let nestedTransaction2 = new NestedTransaction<int>(currentTransaction)
            action2 (Some nestedTransaction2)
        | result -> result
 
 We could now define two predicates for testing a transactional location for zero and a means for incrementing it.
 
let incrementLocation index =
  transaction { let! current = ReadTVal index
                let newValue = current + 1
                do! WriteTVal index newValue
              }
 
let checkLocationValue index value =
  transaction { let! current = ReadTVal(index)
                if current = 0 then return! fail
              }
 
We can now define a composite transaction.
 
let testTransaction transaction =
  OrElse (Then (checkLocationValue 0 0)
               (incrementLocation 0))
         (Then (checkLocationValue 1 0)
               (incrementLocation 1))
         transaction;;
 
If the first branch of the OrElse is applicable, the composite transaction only depends on the first transactional location not changing value to enable a commit.
 
let test = [| 2; 0; 0; 0; |];;
let transactionalBlock = new TransactionalMemory<int>(test);;
let transactionOverMemory = new NestedTransaction<int>(transactionalBlock)
let result = match testTransaction (Some transactionOverMemory)  with Some x -> x;;
> result.TransactionHasRead 0;;
val it : bool = true
> result.TransactionHasRead 1;;
val it : bool = false
> result.Commit();;
val it : bool = true
> test;;
val it : int array = [|3; 0; 0; 0|]
 
Likewise, if the second branch takes effect, then the only precondition is the second transactional location.
 
let test = [| 0; 2; 0; 0; |];;
let transactionalBlock = new TransactionalMemory<int>(test);;
let transactionOverMemory = new NestedTransaction<int>(transactionalBlock)
let result =  match testTransaction (Some transactionOverMemory)  with Some x -> x;;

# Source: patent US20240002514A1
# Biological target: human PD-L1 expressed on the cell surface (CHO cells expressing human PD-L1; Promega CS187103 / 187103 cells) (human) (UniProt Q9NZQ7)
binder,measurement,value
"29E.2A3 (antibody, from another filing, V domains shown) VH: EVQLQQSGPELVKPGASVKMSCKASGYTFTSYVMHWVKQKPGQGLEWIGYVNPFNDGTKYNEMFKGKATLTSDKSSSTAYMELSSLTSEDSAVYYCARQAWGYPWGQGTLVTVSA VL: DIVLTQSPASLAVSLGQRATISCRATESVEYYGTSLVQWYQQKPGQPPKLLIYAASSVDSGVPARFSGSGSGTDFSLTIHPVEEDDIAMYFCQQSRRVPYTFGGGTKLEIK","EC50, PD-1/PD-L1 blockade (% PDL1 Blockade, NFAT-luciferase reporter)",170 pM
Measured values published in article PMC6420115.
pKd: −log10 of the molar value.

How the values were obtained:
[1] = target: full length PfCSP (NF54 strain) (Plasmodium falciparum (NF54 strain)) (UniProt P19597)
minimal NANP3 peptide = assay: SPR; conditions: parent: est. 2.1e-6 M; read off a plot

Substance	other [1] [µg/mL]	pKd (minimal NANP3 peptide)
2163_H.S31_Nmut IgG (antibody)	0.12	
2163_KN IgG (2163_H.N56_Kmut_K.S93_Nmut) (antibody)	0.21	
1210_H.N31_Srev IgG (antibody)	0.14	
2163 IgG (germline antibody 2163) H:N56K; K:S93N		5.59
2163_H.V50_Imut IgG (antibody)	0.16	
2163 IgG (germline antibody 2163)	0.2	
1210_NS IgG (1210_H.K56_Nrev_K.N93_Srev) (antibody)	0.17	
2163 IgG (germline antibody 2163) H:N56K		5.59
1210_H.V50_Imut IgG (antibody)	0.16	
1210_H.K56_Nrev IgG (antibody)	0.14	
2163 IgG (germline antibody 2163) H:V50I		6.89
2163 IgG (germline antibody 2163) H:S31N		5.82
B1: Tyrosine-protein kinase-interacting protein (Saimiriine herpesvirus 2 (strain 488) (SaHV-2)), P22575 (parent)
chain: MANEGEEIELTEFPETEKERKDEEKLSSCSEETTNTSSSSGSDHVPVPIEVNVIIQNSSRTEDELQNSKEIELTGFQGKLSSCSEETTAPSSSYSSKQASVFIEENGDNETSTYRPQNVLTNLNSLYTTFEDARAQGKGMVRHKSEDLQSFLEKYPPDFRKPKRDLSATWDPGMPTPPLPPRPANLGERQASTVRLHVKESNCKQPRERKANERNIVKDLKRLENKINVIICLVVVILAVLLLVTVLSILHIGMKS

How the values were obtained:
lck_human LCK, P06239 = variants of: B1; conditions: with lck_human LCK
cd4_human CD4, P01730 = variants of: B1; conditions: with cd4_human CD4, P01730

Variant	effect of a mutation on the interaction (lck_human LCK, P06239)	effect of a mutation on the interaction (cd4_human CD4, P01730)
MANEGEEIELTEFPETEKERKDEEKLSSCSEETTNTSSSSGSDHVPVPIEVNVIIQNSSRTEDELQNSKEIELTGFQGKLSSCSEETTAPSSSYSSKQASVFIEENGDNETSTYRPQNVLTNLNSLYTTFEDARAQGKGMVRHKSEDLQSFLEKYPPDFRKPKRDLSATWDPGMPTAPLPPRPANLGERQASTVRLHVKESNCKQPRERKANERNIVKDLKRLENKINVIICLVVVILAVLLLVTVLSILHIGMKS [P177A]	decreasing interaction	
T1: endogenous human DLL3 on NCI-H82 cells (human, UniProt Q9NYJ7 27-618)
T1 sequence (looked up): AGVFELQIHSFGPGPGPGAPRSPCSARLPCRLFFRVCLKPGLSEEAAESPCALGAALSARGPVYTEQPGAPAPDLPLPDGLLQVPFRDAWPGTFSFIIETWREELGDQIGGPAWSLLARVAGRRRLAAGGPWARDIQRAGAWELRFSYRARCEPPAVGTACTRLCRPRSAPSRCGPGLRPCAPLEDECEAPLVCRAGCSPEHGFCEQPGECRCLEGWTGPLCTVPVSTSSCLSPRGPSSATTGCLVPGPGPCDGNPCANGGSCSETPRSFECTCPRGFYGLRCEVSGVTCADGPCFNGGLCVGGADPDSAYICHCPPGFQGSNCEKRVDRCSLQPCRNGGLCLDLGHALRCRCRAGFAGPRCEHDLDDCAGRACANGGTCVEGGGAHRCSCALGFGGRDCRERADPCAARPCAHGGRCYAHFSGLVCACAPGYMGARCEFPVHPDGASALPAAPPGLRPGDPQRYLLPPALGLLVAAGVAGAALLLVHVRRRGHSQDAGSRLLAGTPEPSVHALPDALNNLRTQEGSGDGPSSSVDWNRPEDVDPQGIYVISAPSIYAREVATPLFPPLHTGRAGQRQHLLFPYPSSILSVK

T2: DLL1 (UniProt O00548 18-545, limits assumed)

> result.TransactionHasRead 0;;
val it : bool = false
> result.TransactionHasRead 1;;
val it : bool = true
> result.Commit();;
val it : bool = true
> test;;
val it : int array = [|0; 3; 0; 0|]
 
The transaction will fail if neither branch is applicable.
 
let test = [| 0; 0; 0; 0; |];;
let transactionalBlock = new TransactionalMemory<int>(test);;
let transactionOverMemory = new NestedTransaction<int>(transactionalBlock)
 
> testTransaction (Some transactionOverMemory) ;;
val it : int NestedTransaction option = None
 
And will still fail if the precondition is invalidated.
 
let test = [| 2; 0; 0; 0; |];;
let transactionalBlock = new TransactionalMemory<int>(test);;
let transactionOverMemory = new NestedTransaction<int>(transactionalBlock)
let result = match testTransaction (Some transactionOverMemory)  with Some x -> x;;
test.[0] <- 20;;
 
> result.Commit();;
val it : bool = false
 
Transactional memory has given us a means of doing transactions without needing to do any locking at the user code level, whilst offering us the ability to define mechanisms for composing transactions in really powerful ways. Most articles go on to define, Retry, a primitive that causes the transaction to be repeated. Some implementations of this use the locations read set to avoid (in the context of functional transactions) re-executing the transaction until the values that the transaction previously read have changed. Essentially we could do this by having a third alternative to Some/None which passes back the read collection for the retrying collection.
 
Like all abstractions there are disadvantages to this kind of scheme. For the small number of lines of code it takes to implement it, it is a powerful abstraction though.